A chat with Sam Muratore, Workshop Manager at FAB9

FAB9
FAB9
Aug 29 · 5 min read

Located at 90 Maribyrnong St, Footscray, FAB9 is a makerspace that has been purpose-built so different kinds of makers of all skill levels can access the training, tools and prototyping equipment needed to turn ideas into physical realities. Whatever your project, FAB9 can be used according to your particular needs, with a team of highly skilled workshop technicians available to guide and assist you as you go.

Sam Muratore, Workshop manager at FAB9

With decades of experience managing workspaces and working with students, FAB9 Workshop Manager Sam Muratore is passionate about collaboration, giving new things a go, finessing details, and staying curious…

  1. How did you get into making, Sam? Tell us your making ‘origin story’.

It goes right back to childhood. My mum wouldn’t leave me alone because I would pull everything apart! I wanted to investigate how things were put together, and I still do. That pretty much sums up how I feel about everything — from people to objects. I’m always curious about what makes something so — whether that’s the way a product works, or the way a person thinks. I’m interested in knowing why something is the way it is, and that’s a passion that definitely grew when I was at art school. I also love discovering where things come from, which is why I have a passion for history, too. I love comparing how people thought or did things 200 years ago with how we think and do things today. In many ways, we still think, feel and question the same things, though what we do to get answers might have changed.

Sam showing how to choose the right chisel on FAB9 Youtube channel

2. What’s your favourite thing to make?

All kinds of stuff! As long as I’m making it with other people. Working with others is what makes me love to make. If you put me in a room and told me to make stuff in isolation, I’d go crazy — it would be meaningless to me. I find collaboration so satisfying.

More specifically, I really enjoy making intricate things — pieces of furniture, etc. that have a lot of detail. When I was growing up, I had a mentor who taught me that even the stuff you never see — the hidden details — need to be right. Otherwise the end result doesn’t work. That thought really informs the way I like to work.

3. What’s something you’ve made that you’re very proud of? Why?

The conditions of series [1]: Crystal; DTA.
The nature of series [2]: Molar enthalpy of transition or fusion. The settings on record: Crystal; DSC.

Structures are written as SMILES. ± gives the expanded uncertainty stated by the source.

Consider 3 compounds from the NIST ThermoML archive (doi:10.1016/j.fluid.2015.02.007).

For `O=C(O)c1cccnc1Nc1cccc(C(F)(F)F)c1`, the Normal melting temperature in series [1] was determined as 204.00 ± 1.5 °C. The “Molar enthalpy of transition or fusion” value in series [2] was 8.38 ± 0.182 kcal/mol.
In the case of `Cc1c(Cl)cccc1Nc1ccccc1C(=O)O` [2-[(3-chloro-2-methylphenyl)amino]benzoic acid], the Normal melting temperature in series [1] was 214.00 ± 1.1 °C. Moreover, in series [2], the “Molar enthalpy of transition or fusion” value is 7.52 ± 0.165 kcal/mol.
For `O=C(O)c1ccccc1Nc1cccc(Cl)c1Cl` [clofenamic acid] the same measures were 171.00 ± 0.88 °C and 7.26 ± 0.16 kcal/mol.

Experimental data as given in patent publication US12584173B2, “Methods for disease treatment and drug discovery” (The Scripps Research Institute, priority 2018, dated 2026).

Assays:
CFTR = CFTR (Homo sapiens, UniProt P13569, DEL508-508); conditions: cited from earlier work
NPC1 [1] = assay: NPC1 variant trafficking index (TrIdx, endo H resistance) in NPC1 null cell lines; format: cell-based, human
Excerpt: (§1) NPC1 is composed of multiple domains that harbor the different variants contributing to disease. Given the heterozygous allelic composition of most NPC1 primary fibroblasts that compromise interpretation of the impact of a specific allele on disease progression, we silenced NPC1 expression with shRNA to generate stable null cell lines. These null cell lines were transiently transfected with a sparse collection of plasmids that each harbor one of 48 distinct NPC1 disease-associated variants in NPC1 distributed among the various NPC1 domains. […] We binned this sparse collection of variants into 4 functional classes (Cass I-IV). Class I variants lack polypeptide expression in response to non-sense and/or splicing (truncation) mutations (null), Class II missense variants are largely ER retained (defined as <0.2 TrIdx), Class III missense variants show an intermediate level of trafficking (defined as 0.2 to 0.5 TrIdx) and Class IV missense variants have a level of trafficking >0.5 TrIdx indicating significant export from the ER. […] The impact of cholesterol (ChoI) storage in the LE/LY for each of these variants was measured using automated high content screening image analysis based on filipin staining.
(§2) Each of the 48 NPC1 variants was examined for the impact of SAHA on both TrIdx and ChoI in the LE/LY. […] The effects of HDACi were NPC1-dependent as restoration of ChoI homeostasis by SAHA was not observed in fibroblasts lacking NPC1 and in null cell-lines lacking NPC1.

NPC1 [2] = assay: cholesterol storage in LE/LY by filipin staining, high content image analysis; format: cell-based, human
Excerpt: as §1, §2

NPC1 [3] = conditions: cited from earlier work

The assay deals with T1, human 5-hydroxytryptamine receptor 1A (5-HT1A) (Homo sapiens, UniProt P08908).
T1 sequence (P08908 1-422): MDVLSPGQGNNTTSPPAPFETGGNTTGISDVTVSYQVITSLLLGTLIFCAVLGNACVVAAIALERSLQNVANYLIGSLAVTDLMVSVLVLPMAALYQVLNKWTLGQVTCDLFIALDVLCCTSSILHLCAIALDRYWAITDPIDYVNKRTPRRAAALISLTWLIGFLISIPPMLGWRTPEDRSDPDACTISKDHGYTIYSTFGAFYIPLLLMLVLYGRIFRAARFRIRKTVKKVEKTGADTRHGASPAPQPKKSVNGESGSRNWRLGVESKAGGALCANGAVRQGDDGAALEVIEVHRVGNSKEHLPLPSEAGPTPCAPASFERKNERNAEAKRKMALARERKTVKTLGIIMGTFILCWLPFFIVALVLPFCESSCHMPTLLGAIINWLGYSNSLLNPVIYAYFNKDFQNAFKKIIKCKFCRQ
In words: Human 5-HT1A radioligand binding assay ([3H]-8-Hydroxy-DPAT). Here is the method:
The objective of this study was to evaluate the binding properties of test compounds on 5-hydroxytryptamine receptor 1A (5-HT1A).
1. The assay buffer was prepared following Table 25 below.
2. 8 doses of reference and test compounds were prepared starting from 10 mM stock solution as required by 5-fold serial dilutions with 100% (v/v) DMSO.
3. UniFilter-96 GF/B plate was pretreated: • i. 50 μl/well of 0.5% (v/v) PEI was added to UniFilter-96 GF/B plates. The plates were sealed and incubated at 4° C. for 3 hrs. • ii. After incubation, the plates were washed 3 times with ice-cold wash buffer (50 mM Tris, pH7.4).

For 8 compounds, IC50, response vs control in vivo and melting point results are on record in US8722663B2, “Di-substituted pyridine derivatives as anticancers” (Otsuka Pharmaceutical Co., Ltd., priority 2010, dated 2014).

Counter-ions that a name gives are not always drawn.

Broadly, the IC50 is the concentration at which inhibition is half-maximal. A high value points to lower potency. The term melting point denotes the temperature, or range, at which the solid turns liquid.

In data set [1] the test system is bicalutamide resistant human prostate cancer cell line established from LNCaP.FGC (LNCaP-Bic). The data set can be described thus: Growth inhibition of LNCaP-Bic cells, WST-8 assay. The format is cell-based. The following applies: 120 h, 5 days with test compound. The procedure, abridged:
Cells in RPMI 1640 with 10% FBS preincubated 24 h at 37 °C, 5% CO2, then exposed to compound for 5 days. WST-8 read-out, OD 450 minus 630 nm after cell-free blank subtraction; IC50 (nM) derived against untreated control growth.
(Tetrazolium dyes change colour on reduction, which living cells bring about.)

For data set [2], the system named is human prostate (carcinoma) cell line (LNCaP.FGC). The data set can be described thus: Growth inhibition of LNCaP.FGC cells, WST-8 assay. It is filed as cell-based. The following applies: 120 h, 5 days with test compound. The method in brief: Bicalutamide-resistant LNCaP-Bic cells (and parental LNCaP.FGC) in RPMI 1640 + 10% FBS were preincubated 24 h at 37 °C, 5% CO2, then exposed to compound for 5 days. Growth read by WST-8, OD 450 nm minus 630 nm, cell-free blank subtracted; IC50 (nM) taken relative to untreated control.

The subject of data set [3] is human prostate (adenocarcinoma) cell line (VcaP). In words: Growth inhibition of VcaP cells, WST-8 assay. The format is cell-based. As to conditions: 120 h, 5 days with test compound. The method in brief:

I loved working with Like Butter artist Laura Woodward and assisting her in making the anchor for Elwood Primary school. It was all her design, and I assisted in the fabrication and installation. I first met Laura when she was a student at the VCA, and we just clicked and stayed in touch over the years. She’s always made really fantastic work, and when asked me to come in and assist with the anchor, I really enjoyed working on that project. Laura’s the most amazing person — she just gets her head around stuff and does the impossible. And she’s fantastic at making really inclusive artwork — artwork that engages the people, and brings everyone in.

Laura Woodward’s Writhe exhibited in Ararat Regional Art Gallery

4. How did you first hear about FAB9?

Through FAB9 technician Jack Halls! I knew Jack from Like Butter studio in Kensington, and he said, ‘come and look at the FAB9 makerspace!’. So I visited, and walked out with a job! I had no intention of trying to get one here, and then I had a chat with some of the FAB9 people, and all of a sudden, I’d agreed to be the Workshop Manager! When I heard what was happening here, it reminded me of all the things I loved about working at art school — collaborating, teaching, and learning with others.

5. What is the best thing about having access to something like FAB9?

I think the main thing would be the experience and care of the technicians. We cover such a wide spectrum of expertise, but we also have a passion for collaborating with people. The tools and the machines are exceptional, but the most important thing to me is the people.

6. What’s your favourite piece of equipment to use at FAB9?

I love to use the hand tools — there’s nothing better to me than a nice hand plane and a nice chisel! Don’t get me wrong, I love the machines we have here. But there’s something so satisfying about using a beautiful hand tool. Timber’s not a dead thing, like concrete or steel. You can’t just make it do what you want it to do, you’ve got to work with it. When you use a hand tool on a piece of timber, you have to really read that timber well. And the better the hand tool, the better the reading.

7. Besides making, what are three of your favourite things to do?

Cultivating bonsais. Cycling — I love push bikes. Travelling to Japan.

8. Where do you gather your making knowledge?

You learn through doing, but you get inspired by working with others. I might pick up a book to learn a concept, but I get inspired to go and make something by working with others. And hey, I love watching YouTube videos! I go on there to watch the CNC stuff, and learn more about modern technology and modern making. I think that’s where YouTube is really useful.

Learn more about making by watching Sam’s ‘How To’ tutorials on the FAB9 YouTube channel.

Want to see FAB9 for yourself? Book a tour at fab9.com.au.

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